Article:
Glasser's absence is key here. Indiana lost its starting shortstop of two years to the MLB Draft and sophomore Tyler Cerny took his place. Mercer said Cerny’s defense kept him in the lineup during his freshman campaign, but the difficult transition from second base to shortstop has not been kind to the Greenwood, Indiana, native.  

He has committed 12 of Indiana’s 33 errors, leading to a team-worst .882 fielding percentage. Indiana does not have many other options in its now-inexperienced middle infield, so Cerny will have to grit his teeth during this rough patch. Flashes of highlight-reel glovework and an improved bat ensure he keeps his starting spot.

T3 | Got 'em. @tylerjcerny | #IUBase

When pitching and defense fail to hold serve, it often results in blowout losses. Across a 20+ game sample size, Indiana is on pace for many more blowout losses than it sustained last season. In 2023, the Hoosiers lost five games by eight or more runs. With less than 50% of its 2024 slate in the books, Indiana has already lost six games by that same margin. 

Home cooking was one of the keys to Indiana’s success in 2023. The Hoosiers posted a 43-20 record, winning 26 of their 30 games at Bart Kaufman Field, good for an .866 winning percentage.  

Approaching the halfway point of this year’s home slate, Indiana is under .500, just 6-7 at home with losses to Purdue Fort Wayne, two in three days versus Troy University, Belmont University and a mercy rule versus Illinois State University. The latest addition to this list is two losses to Illinois in the first weekend of conference play, which include a 15-run, 20-hit performance by the Illini in the series finale.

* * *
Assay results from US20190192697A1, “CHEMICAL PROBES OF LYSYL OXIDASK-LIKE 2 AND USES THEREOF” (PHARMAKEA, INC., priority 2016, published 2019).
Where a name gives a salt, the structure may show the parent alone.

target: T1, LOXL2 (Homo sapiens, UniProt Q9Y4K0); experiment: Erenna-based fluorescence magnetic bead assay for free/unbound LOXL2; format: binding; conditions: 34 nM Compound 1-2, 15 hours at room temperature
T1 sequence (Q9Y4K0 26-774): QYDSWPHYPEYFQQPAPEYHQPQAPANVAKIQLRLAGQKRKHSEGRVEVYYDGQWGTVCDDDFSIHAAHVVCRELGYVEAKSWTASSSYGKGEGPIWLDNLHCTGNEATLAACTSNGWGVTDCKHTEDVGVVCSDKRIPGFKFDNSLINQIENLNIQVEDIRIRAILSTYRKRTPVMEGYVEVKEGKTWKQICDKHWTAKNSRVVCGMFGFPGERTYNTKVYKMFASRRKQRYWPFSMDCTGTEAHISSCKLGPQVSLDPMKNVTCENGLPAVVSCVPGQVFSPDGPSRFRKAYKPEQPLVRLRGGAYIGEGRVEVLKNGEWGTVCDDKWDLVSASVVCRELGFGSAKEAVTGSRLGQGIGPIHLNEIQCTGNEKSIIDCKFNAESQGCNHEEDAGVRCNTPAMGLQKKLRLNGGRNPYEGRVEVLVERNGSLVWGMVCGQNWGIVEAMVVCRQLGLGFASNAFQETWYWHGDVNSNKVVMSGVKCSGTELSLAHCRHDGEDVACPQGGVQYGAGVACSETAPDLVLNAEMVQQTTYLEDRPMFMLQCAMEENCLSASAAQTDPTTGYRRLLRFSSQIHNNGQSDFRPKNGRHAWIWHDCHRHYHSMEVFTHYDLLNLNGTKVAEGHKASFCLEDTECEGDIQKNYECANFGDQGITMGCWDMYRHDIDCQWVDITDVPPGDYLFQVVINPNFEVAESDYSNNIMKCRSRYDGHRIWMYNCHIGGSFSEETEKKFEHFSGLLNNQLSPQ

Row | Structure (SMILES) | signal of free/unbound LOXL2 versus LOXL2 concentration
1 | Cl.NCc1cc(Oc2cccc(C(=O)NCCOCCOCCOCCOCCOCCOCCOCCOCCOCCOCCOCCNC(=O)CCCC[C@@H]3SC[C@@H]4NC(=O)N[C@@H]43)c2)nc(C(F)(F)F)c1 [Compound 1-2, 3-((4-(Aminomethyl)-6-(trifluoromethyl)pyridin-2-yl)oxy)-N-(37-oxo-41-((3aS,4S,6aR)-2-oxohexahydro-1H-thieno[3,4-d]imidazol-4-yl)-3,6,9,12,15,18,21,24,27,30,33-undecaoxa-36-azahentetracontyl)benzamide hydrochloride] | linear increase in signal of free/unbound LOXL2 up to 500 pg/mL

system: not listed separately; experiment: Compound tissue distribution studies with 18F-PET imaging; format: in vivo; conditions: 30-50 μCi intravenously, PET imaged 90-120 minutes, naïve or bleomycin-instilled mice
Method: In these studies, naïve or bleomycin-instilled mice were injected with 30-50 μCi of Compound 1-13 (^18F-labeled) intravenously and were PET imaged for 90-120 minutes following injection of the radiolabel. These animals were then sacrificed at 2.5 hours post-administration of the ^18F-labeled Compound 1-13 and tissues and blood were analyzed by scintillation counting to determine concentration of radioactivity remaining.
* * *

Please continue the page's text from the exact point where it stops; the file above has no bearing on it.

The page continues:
After a road-heavy non-conference schedule, Indiana returned to Bloomington, scheduled to play 15 of its next 18 games at home. With five games remaining in this stretch, Indiana is 5-8 overall and 3-7 over its last 10 games.  

Looking at the margins between last season and this season, we can draw a couple of conclusions. First and foremost, Dustin Glant’s pitching staff is broken.  

The transfers aren’t producing as expected. Boston College transfer Julian Tonghini, who posted a sub-4 ERA in 28 ⅓ innings for the Eagles last season, has allowed four runs in three separate outings, although it’s worth noting that on one such occasion, none of those runs were earned. This, again, speaks to how poor Indiana’s defense has been.  

Save for Foley, sophomore righty Ethan Phillips and sixth-year senior southpaw Ty Bothwell, the returners have regressed mightily. Junior lefty Ryan Kraft, who was a jack of all trades last year, has struggled mightily. Expected to be an impact arm out of the bullpen, redshirt sophomore Grant Holderfield has languished in his first outings since 2022.